Editor's Note: In our latest Facebook Live interview (please like our Facebook page to see more of these events) Jacob Heilbrunn, editor of the National Interest, sat down with Daniel McCarthy, editor at large of the American Conservative, to discuss President Donald Trump's domestic politics, the Russia hearings and American foreign policy.
Dan McCarthy recently wrote how the selection of a special counsel could be good for Trump. An excerpt of the article can be found below:
Donald Trump may have learned about the appointment of a special counsel to look into Russian interference in last year’s election less than an hour before the news went public, but he took the news calmly—at least until this morning. The timing might have been a surprise, but the result should not have been: from the day last week when the president fired FBI director James Comey, the appointment of a special counsel was inevitable. Another former FBI director, Robert Mueller, will now fill that role. This is surely an annoyance to President Trump. But it’s also a lifeline for him.
This president ignores the old ways of doing business in Washington. All presidents enjoy wide-ranging authority to hire, fire and direct the behavior of executive-branch personnel, including those in the Justice Department and FBI. But most other presidents have been hesitant to use that power overtly to quash investigations as sensitive as the Russia probe. Donald Trump, by contrast, is shameless, or at least unembarrassed: he makes decisions based on what he wants at a given time, not based on what the seemly way of doing things is supposed to be. So he fired Comey in the midst of another flare-up in the Russia story, and by doing so he breathed life into accusations that he was obstructing justice.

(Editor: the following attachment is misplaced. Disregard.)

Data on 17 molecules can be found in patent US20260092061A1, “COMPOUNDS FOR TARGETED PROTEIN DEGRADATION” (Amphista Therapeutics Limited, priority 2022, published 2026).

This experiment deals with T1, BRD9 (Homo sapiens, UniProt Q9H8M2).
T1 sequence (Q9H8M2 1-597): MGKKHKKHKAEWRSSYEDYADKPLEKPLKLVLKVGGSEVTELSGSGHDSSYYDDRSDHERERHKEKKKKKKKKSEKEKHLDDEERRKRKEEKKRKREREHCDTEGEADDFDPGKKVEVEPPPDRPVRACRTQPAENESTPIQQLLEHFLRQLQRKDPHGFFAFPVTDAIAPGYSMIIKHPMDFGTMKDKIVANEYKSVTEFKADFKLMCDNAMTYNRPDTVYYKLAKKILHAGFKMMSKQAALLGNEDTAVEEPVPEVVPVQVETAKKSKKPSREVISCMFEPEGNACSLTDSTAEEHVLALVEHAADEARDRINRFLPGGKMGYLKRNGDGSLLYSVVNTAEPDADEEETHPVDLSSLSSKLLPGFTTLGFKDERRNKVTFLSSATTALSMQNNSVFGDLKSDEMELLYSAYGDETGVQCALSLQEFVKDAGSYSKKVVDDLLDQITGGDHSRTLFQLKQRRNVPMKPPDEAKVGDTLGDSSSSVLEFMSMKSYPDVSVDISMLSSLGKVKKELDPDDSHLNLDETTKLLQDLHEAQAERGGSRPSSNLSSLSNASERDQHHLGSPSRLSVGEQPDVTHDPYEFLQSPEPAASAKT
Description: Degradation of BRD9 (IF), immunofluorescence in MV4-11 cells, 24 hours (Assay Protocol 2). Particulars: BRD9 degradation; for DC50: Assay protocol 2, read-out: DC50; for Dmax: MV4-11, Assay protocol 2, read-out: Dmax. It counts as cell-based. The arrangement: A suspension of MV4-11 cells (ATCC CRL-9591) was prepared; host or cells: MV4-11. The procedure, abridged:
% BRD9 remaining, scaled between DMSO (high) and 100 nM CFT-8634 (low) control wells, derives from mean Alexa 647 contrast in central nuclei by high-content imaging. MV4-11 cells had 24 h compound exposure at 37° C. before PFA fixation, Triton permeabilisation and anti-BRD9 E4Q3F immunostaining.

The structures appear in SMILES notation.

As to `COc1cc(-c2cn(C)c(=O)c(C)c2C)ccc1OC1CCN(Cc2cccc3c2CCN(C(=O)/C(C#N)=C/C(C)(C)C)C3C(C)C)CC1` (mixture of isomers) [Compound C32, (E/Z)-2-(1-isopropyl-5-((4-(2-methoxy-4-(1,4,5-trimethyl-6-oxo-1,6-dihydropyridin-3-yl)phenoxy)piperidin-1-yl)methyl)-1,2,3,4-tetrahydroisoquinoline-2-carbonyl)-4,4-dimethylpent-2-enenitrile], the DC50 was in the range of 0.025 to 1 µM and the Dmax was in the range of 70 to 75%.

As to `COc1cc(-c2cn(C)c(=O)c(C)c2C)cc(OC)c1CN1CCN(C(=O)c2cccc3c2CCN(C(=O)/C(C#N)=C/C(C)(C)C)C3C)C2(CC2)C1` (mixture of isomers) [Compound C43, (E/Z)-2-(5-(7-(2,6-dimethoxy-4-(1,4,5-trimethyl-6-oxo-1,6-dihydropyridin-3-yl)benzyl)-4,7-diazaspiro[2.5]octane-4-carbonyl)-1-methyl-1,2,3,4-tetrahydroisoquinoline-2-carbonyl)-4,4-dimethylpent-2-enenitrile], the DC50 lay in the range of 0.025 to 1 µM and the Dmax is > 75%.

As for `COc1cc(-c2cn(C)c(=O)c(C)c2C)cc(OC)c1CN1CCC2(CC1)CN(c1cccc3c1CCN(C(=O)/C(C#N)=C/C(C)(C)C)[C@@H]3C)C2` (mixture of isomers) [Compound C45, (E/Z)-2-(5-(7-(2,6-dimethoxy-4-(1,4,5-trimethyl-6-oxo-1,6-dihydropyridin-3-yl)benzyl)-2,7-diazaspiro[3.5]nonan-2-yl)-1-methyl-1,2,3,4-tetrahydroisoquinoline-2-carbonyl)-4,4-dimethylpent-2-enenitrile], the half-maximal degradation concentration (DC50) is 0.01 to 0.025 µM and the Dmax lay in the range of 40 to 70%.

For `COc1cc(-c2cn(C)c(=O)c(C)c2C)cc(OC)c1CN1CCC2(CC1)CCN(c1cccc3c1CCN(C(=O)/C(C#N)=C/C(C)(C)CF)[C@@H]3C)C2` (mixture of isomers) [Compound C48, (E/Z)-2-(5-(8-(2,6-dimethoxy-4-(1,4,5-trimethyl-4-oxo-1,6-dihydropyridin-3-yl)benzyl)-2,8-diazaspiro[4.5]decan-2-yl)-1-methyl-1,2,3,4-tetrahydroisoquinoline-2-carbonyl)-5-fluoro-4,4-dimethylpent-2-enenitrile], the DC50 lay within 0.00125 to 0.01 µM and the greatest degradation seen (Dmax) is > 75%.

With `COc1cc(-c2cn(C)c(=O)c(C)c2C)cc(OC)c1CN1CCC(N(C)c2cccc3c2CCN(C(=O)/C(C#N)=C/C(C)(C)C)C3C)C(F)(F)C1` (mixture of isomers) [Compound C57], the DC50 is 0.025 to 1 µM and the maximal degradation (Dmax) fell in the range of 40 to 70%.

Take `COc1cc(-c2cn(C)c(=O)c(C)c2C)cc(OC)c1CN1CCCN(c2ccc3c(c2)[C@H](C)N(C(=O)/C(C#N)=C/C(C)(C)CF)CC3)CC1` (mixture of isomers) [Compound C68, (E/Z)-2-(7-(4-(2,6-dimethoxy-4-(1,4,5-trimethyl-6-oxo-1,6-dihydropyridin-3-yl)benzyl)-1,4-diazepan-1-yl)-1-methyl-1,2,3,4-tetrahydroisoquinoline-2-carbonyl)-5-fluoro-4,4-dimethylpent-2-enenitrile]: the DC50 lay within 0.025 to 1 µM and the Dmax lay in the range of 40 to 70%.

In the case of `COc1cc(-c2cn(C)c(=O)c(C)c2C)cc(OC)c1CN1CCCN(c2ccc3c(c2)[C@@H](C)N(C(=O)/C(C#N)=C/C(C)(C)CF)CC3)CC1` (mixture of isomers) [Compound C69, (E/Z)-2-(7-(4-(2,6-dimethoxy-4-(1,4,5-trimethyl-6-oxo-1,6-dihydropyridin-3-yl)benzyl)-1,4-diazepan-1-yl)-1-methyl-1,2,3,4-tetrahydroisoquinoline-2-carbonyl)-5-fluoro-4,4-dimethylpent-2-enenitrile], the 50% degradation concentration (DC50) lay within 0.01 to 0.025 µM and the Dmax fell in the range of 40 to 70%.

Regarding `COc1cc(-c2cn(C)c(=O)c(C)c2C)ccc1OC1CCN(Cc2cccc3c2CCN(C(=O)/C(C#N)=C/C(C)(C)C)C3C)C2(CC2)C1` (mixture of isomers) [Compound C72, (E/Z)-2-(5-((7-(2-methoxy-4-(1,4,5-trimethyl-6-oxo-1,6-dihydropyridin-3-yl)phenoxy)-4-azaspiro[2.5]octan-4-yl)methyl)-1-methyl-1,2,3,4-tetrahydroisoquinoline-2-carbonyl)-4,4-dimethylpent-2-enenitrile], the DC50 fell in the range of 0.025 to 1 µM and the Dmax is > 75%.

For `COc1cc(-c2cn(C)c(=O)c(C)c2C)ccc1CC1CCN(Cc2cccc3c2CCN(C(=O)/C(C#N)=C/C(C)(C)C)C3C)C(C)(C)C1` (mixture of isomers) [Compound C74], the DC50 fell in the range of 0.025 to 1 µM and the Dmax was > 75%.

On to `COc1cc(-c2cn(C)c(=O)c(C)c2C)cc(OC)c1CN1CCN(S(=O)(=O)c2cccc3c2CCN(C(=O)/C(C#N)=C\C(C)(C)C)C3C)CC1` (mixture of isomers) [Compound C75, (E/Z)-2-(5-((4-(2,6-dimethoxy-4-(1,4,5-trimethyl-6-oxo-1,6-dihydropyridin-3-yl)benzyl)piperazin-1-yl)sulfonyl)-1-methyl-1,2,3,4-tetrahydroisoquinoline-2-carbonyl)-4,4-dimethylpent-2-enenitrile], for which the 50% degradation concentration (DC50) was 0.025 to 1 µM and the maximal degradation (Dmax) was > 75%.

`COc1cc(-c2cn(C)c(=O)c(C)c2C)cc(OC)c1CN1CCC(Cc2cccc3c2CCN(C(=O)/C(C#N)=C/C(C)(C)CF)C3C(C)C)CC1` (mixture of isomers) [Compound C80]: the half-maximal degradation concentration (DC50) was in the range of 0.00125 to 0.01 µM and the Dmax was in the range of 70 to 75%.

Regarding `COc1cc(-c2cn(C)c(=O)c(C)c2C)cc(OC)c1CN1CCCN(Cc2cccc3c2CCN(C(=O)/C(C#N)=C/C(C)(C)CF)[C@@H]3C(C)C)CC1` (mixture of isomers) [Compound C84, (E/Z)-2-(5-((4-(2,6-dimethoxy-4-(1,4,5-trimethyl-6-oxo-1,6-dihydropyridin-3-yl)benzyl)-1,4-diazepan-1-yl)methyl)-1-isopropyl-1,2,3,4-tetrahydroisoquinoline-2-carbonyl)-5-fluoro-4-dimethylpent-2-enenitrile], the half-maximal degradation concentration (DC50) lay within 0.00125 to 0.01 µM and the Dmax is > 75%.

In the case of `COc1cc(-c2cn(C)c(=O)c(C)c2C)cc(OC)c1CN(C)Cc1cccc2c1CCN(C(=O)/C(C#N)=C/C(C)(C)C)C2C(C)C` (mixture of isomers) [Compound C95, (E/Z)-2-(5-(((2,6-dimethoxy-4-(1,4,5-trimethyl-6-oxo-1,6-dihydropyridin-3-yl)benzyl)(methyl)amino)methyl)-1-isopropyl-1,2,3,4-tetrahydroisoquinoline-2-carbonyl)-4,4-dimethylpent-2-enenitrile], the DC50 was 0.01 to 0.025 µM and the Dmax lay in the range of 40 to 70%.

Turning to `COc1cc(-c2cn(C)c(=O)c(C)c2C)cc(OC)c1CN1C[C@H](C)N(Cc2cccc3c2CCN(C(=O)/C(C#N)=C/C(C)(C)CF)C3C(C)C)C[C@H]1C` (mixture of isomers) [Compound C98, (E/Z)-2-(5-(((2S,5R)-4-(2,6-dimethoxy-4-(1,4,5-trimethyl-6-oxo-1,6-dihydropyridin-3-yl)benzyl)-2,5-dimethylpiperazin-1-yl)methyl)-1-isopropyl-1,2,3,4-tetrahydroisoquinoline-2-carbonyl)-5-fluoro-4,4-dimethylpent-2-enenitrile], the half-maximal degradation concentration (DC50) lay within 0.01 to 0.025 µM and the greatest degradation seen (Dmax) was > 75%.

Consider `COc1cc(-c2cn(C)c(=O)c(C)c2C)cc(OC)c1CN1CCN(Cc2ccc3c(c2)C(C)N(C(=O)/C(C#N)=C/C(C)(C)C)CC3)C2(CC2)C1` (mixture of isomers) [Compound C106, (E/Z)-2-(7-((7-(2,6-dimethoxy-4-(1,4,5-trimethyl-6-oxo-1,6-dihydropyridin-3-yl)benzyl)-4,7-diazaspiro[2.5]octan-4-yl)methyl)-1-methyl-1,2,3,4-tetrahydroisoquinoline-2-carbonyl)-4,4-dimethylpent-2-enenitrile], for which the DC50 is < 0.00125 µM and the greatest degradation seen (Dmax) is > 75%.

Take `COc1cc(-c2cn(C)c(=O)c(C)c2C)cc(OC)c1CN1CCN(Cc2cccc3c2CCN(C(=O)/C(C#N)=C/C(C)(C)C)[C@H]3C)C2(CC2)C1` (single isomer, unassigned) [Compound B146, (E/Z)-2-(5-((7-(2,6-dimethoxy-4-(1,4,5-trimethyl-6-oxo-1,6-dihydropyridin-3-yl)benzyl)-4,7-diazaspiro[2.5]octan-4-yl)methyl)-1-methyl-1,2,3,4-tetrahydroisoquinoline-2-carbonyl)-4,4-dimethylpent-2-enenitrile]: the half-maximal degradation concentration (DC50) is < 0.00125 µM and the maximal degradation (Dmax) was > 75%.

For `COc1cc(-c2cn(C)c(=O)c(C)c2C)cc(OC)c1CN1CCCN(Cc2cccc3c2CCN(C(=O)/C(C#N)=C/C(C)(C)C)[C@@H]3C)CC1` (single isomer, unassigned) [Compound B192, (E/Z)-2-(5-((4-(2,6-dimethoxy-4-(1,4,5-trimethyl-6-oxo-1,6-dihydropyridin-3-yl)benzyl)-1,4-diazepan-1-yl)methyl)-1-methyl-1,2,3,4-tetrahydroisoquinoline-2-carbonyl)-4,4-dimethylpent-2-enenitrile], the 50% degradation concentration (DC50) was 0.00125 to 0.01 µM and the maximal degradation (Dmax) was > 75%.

Trump is Trump—he may never adopt Washington’s ways. And so, even having dug himself into a hole by firing Comey, his response to the problem was always likely to amount to digging deeper. To step back, cede control and the let the process work itself out is not Donald Trump’s style, not when he’s become engaged in something—and not even when his own best interests might counsel a hands-off approach. If the decision had been left to the president, he would never have changed his strategy. More heads would roll, and the limits between obstruction and the president’s legitimate discretion would continue to be tested.
Now Trump doesn’t have to worry about managing things his way: this case is going to be managed Mueller’s way instead. Mueller’s approach will be by the book, Washington style, not only legally but in the observance of customary propriety. The president will chafe, but he’ll be better off than he would be handling this business on his own. By appointing Mueller, Deputy Attorney General Rod Rosenstein has done his boss a service that might not be much appreciated, but it’s a service nonetheless.
Image: Flickr/Gage Skidmore.